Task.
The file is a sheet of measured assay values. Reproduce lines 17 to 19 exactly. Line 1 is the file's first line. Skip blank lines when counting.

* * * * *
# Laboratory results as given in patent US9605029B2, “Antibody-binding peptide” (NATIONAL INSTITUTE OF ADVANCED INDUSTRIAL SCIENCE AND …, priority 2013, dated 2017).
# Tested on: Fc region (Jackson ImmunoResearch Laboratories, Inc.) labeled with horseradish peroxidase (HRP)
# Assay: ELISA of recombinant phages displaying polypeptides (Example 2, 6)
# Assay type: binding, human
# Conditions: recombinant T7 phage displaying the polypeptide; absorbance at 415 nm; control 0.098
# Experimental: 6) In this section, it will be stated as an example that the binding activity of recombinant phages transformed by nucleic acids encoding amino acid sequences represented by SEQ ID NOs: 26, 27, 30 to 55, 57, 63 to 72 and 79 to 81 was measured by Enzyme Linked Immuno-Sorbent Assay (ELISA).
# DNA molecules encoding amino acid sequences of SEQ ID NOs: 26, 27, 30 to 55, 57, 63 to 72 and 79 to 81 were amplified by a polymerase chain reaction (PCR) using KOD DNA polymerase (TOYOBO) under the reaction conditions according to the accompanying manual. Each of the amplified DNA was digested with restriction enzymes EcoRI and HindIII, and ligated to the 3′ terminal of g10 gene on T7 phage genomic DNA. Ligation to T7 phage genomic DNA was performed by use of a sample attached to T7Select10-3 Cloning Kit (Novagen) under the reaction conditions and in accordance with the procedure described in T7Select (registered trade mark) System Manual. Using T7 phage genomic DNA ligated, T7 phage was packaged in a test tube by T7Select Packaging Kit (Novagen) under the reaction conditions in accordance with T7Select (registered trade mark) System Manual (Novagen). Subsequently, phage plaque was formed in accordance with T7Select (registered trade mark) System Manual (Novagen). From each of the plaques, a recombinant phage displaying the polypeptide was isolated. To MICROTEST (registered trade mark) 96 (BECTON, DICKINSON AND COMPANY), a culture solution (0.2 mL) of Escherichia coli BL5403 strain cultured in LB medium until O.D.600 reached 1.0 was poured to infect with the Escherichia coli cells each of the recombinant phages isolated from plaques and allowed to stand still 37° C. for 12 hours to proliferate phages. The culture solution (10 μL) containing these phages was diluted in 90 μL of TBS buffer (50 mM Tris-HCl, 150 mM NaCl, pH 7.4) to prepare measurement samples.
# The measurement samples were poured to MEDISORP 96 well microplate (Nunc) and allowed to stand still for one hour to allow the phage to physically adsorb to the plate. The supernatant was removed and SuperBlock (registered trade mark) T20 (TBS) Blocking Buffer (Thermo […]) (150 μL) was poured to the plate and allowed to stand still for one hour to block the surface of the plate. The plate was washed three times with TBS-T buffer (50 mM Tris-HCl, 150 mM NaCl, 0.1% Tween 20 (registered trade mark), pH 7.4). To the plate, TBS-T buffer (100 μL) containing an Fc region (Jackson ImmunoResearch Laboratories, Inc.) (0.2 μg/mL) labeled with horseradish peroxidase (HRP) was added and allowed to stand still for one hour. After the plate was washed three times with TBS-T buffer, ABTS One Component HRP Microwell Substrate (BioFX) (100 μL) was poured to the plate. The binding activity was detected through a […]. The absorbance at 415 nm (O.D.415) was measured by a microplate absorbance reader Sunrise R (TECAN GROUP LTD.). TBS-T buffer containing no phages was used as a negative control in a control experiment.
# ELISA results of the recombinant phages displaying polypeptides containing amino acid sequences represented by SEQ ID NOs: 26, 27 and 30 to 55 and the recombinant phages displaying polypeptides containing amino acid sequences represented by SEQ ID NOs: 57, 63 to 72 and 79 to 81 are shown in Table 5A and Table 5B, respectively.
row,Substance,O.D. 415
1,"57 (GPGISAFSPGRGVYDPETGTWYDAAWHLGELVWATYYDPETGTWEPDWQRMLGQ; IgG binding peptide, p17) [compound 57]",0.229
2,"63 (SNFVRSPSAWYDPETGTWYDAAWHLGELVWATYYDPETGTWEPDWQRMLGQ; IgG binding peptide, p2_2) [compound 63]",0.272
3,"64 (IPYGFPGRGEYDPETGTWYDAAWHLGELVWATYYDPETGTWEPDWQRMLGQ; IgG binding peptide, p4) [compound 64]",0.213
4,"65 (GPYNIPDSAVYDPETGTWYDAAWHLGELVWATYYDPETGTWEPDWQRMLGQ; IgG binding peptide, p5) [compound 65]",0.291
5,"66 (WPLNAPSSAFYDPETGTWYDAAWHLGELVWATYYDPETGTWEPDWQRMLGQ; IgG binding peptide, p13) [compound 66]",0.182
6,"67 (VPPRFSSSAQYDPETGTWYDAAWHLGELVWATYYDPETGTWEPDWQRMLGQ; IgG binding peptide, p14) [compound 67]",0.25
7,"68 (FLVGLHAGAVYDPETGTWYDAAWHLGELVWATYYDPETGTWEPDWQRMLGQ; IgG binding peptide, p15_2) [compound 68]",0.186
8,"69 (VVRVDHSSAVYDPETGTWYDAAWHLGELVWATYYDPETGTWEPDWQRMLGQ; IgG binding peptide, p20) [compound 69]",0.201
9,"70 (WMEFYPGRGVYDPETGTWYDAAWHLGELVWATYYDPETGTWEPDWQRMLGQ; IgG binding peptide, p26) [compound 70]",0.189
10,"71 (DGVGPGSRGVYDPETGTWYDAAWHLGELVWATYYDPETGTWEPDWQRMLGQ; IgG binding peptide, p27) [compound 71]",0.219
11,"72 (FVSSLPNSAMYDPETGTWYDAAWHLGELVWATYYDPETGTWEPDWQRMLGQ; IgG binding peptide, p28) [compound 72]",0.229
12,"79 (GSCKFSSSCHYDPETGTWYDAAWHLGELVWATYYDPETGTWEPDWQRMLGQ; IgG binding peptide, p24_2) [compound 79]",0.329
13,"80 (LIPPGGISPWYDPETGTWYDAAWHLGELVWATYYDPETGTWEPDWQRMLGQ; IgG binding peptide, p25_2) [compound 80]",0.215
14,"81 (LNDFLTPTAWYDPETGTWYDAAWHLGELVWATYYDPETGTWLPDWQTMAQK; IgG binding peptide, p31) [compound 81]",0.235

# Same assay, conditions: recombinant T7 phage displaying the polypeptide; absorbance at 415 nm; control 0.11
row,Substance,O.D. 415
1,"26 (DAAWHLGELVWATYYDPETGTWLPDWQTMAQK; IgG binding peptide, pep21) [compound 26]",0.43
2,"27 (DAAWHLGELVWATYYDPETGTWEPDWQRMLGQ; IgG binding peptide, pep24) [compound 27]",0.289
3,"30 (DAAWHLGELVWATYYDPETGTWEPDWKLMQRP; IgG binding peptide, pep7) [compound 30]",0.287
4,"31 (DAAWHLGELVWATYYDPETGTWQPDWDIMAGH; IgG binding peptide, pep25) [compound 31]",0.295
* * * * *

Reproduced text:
7,"68 (FLVGLHAGAVYDPETGTWYDAAWHLGELVWATYYDPETGTWEPDWQRMLGQ; IgG binding peptide, p15_2) [compound 68]",0.186
8,"69 (VVRVDHSSAVYDPETGTWYDAAWHLGELVWATYYDPETGTWEPDWQRMLGQ; IgG binding peptide, p20) [compound 69]",0.201
9,"70 (WMEFYPGRGVYDPETGTWYDAAWHLGELVWATYYDPETGTWEPDWQRMLGQ; IgG binding peptide, p26) [compound 70]",0.189